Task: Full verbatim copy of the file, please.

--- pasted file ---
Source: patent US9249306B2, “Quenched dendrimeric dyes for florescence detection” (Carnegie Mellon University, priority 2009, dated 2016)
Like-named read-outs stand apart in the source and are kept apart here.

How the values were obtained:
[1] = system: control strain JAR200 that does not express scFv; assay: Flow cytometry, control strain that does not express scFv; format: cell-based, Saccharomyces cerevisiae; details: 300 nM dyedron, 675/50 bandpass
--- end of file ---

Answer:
Source: patent US9249306B2, “Quenched dendrimeric dyes for florescence detection” (Carnegie Mellon University, priority 2009, dated 2016)
Like-named read-outs stand apart in the source and are kept apart here.

How the values were obtained:
[1] = system: control strain JAR200 that does not express scFv; assay: Flow cytometry, control strain that does not express scFv; format: cell-based, Saccharomyces cerevisiae; details: 300 nM dyedron, 675/50 bandpass